If you haven't yet or haven't in a while (especially if you live here!) be sure to go up to the top of the Hallgrímskirkja tower. It's a stunning view in any weather, even on windy, stormy Sundays like the last one. We live so close to the tower, literally only a couple hundred yards away, and cross in front of it almost every day which means we forget to take advantage of it! So when on Sunday, which was Óðinn's 6th birthday, he suggested going up into the tower on our way home from Amma and Afi's house on the other side of the church, I couldn't refuse. It had been too long since the last time and was such a fun and simple adventure on his big day.
That kind of "local's complacency" is one of the reasons I began this blog: I noticed that I saw things here on our hill (Skólavörðurholt - basically the triangle in front of and to the sides of the church, down to where Skólavörðurstígur and Laugavegur merge; this map is very cool) that the natives did not, or that they'd become so accustomed to that there was little wonder left in them. I did the same thing in Santa Cruz: I didn't go to the beach, only a mile away, nearly often enough. And when living in San Francisco as an adult I realized that I was starting to take for granted the stunning landscape and architecture that other people dreamed of being able to see with their own eyes.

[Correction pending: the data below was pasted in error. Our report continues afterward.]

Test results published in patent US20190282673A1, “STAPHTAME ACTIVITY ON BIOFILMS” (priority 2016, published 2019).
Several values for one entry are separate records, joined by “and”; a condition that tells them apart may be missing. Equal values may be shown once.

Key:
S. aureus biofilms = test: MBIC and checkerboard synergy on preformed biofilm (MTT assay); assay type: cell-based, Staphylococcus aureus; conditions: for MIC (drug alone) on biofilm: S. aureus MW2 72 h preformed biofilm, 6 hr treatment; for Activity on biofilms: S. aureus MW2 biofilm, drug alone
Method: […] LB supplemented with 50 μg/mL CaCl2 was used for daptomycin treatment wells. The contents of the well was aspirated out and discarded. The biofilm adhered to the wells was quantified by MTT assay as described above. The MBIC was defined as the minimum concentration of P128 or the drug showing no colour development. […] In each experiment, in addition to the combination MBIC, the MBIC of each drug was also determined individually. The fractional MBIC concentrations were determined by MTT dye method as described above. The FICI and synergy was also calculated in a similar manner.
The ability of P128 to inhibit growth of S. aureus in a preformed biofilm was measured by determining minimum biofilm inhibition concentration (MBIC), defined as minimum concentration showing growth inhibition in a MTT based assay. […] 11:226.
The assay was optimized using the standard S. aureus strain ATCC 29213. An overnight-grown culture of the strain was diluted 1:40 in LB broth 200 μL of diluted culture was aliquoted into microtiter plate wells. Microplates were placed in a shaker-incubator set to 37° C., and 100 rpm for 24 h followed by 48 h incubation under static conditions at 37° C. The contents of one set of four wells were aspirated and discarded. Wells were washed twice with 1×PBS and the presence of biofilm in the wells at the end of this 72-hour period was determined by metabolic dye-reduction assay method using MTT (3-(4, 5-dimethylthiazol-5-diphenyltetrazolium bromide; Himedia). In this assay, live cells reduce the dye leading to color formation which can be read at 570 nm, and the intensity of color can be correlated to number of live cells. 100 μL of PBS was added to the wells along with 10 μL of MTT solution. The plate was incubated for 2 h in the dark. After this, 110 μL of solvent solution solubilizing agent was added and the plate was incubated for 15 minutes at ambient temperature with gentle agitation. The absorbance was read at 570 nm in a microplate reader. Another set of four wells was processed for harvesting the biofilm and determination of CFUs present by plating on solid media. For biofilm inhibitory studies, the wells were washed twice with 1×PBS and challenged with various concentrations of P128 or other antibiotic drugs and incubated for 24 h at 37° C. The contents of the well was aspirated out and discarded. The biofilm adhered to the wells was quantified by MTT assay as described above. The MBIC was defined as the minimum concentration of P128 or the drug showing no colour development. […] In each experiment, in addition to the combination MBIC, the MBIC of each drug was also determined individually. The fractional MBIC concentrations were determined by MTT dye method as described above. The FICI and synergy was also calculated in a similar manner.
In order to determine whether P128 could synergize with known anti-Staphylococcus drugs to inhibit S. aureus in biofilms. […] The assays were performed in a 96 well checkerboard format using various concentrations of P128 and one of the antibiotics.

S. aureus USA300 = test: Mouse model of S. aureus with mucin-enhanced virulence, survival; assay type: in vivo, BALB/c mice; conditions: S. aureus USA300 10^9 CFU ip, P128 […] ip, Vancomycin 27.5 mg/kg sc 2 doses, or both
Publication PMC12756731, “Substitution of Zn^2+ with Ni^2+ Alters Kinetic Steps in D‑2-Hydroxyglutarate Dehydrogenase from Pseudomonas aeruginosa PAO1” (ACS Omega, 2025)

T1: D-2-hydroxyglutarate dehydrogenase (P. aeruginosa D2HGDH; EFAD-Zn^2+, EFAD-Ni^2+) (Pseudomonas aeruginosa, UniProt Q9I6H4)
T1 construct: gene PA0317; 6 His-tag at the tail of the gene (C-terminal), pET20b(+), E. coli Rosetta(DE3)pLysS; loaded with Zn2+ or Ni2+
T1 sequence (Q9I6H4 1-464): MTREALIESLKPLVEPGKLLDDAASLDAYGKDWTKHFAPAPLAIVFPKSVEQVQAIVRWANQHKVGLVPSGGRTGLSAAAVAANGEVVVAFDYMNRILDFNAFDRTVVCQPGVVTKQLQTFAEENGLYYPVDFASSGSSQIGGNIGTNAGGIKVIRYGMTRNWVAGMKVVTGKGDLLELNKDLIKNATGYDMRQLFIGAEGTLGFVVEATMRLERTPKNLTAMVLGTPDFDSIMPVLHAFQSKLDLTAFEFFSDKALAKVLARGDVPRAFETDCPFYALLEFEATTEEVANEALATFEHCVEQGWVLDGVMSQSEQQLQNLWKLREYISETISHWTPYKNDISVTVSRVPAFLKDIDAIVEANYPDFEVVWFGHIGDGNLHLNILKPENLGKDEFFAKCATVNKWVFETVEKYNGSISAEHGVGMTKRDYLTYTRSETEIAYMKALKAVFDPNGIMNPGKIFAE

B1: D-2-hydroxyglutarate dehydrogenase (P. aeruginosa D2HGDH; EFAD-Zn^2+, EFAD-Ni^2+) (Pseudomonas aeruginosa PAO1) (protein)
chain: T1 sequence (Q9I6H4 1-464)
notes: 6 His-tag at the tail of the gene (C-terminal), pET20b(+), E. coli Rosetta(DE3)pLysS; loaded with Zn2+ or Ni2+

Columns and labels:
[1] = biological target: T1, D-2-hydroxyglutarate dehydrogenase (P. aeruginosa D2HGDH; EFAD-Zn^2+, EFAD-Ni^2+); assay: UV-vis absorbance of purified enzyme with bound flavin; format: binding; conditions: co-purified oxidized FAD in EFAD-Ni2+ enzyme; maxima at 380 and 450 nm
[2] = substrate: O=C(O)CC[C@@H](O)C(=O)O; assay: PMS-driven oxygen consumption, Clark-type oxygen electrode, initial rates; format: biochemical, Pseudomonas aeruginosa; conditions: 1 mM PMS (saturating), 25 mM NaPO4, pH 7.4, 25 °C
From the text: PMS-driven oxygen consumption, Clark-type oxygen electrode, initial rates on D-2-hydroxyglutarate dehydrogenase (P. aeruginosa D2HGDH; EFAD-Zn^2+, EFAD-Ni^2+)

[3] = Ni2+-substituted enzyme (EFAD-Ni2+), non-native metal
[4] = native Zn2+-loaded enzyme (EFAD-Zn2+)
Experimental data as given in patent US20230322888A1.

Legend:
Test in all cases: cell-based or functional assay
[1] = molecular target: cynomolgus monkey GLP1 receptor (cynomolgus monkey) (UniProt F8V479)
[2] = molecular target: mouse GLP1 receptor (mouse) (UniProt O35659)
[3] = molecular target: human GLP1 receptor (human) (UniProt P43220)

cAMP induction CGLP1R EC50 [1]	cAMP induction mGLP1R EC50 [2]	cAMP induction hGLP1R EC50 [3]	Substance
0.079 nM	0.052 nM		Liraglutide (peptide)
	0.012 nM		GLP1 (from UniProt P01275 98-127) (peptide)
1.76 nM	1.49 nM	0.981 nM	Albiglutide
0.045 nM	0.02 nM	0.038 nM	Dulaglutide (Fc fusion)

As an example, my mother saw the photo below with this wonderful paved design and couldn't figure out where I'd taken it. I'm sure most of my readers who've been up into the tower have taken a similar picture, and would recognize it right away, but for someone who walks over it many times a week, it becomes a practical blur.
Even though I've always felt a deep childhood connection to this part of Reykjavik (where my parents were raised) it is still totally new to me because I grew up in California. I discovered early on that even though we all adore a good landscape photo, we still love those photojournalistic/street images that remind us of our own personal experiences in a new place. To be able to say, Ooh, I've been there! I've seen that, especially with the little hidden gems sprinkled throughout a town or city, is a fun and intimate feeling. Maybe this concept of renewed wonder in the familiar is what is needed for people to really start collaborating on creating sustainable communities. When we stop to appreciate what we already have, finding ways to maintain our neighborhoods in a healthy way easily emerge.